Burnt and Other Fens


The Fens are a large area of drained wetlands from the Norfolk Coast to Cambridge some of it below current sea level. Its distinctive flat landscape where sky meets land in a straight line edge, punctuated by lines of marching pylons contains some of the richest agricultural land crucial to food production for the UK. But it is also highly environmentally vulnerable, with soils exhausted and bio-diversity decimated by intensive agriculture and protected only by dykes from rising sea levels caused by climate change. It has long been known – including in children’s stories – that by 2050 the whole area could be under water unless changes are made. But it is also an area where innovation is happening by farmers as well as environmental organisations to make the landscape and agriculture more sustainable, recreate areas of peat wetland as a means of carbon capture as well as increasing biodiversity.

This is a new body of photography-based work inspired by Mark Fisher and other hauntological discussions of ‘the weird’ and ‘the eerie’ linked to past, present and future social and environmental issues around:

  • the ways in which towns and villages in Fenland use images of past, present ands future to promote themselves to outsiders for tourism and investment income, focusing on Littleport and the Littleport Society, but also other towns and villages.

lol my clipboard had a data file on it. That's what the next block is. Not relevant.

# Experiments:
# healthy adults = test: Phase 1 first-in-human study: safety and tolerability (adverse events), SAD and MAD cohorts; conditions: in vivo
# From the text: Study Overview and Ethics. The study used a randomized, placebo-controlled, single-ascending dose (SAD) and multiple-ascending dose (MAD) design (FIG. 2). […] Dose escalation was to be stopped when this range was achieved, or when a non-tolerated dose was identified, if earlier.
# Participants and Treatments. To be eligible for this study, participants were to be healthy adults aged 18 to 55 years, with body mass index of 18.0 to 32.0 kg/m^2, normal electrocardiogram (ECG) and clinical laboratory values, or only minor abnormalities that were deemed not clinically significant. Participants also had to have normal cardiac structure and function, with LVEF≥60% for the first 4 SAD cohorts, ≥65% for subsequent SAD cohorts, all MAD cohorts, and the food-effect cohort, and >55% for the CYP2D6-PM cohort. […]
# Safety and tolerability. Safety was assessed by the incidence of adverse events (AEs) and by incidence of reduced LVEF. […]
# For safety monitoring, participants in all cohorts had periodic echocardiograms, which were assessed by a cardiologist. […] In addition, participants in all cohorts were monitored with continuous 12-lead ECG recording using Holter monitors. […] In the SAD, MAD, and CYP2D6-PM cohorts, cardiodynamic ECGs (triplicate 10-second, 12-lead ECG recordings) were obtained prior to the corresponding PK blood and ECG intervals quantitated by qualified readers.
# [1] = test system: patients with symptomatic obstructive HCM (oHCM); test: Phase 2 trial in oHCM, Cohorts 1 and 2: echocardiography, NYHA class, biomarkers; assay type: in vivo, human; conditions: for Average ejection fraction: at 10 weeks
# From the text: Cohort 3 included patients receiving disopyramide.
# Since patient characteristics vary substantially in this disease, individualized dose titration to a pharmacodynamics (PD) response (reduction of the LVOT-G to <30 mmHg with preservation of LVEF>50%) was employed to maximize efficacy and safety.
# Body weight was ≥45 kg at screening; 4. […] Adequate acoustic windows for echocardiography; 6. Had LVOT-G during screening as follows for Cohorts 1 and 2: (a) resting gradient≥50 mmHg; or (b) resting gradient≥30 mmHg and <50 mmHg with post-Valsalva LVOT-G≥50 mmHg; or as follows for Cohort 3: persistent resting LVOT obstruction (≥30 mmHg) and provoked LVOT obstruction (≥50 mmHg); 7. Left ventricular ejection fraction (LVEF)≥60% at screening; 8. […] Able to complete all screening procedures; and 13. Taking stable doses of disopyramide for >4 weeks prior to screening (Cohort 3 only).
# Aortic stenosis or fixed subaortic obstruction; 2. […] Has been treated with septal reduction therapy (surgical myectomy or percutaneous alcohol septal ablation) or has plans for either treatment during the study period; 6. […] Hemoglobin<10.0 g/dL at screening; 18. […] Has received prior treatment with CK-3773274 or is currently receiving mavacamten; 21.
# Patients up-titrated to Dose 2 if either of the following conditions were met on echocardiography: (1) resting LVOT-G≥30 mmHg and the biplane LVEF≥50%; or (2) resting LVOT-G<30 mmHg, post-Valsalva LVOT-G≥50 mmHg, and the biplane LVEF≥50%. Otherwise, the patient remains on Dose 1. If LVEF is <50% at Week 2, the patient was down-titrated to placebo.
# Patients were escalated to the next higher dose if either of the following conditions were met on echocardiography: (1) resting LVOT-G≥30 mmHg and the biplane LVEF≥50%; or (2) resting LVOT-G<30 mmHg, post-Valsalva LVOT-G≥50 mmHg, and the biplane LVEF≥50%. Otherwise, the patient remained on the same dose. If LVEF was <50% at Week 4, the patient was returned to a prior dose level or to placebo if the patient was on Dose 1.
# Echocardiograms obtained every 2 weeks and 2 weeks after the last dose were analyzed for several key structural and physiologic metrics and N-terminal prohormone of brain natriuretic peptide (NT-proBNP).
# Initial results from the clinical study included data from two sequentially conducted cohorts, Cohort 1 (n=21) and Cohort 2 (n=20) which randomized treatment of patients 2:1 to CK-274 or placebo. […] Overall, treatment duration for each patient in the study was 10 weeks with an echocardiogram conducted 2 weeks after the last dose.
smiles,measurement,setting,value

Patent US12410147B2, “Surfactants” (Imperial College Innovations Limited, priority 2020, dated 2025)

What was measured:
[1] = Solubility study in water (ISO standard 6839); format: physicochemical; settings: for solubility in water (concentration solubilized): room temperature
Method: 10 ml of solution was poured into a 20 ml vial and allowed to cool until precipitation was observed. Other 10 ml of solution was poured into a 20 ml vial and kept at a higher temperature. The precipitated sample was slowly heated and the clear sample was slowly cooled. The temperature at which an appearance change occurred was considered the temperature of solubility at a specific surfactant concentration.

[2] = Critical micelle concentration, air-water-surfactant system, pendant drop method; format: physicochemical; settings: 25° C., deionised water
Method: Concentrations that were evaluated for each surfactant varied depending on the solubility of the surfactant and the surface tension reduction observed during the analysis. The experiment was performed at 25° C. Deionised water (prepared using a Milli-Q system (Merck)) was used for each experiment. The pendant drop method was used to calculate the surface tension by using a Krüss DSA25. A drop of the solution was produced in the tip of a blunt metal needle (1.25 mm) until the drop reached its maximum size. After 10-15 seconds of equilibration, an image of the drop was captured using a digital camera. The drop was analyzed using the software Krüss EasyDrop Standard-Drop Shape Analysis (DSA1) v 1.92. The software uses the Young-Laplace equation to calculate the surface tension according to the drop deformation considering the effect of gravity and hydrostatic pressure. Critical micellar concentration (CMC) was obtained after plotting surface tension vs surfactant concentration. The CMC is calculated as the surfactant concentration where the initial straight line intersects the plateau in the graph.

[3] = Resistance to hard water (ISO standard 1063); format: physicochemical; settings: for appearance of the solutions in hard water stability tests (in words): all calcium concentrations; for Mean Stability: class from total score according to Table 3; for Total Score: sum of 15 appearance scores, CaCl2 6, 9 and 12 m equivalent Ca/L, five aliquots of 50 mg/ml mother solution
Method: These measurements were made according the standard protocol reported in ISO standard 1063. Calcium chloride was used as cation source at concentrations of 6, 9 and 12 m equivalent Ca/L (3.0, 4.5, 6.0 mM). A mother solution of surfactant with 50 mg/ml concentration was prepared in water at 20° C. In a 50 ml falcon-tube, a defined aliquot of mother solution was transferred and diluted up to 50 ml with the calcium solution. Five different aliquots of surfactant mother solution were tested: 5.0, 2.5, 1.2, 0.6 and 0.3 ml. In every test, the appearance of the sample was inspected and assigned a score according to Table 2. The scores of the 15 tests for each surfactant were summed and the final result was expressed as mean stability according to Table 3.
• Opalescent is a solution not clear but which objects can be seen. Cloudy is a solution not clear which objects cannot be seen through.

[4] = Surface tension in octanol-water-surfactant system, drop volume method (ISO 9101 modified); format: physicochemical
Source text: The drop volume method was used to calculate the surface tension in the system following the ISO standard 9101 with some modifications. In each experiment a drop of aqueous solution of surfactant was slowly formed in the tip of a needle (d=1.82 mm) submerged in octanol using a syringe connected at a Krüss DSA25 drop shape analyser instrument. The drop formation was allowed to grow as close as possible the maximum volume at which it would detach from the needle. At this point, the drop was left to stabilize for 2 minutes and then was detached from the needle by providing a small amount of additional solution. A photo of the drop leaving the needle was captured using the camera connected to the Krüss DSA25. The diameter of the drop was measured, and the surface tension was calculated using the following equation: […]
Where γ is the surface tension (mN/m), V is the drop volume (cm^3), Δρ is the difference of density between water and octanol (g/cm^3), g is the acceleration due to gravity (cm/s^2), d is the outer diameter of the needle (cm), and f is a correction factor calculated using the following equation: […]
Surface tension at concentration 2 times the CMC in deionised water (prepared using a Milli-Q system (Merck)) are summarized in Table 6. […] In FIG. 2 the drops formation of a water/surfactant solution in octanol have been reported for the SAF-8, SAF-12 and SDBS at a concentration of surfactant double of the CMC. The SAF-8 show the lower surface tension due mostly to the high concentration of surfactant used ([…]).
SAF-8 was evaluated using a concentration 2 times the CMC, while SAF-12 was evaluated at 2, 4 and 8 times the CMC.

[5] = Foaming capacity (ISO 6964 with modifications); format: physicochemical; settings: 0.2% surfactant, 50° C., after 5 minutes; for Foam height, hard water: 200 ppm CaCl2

• role of historic and continuing inequalities in shaping the economic and political landscape of the area, and implication for potential futures.
  • reclamation of areas of fenland by environmental organisations for public access and for wildlife. Linked to engagement with development of the Fen Edge Trail, eventually linking walks through Fenland across Cambridgeshire and beyond. This is working with landowners and environmental organisations to reclaim and improve land for wetland wildlife. See http://www.fenedgetrail.org and http://www.fenedgetrail.org/overview/walks

I had originally intended to do some documentary projects, but it is unlikely that this will now be possible until 2023 because of continuing uncertainty around Covid Restrictions and time constraints to complete work on other projects. I envisage two main experimental outputs in 2022 based on exploratory walks with the family and short stays with my daughter in Littleport:

  • ‘Lost in Littleport’ iPhone photo/video and Sketchbook derive walks through Littleport to start to understand the town and how things look for local people.
  • ‘Burnt and Other Fens’ photo essays of documentary landscape images of fenland agricultural and wildlife conservation, continuing my interest in creative monochrome and colour styles to provoke questions about tensions between economic, social and environmental aims and some of the ways forward currently being proposed.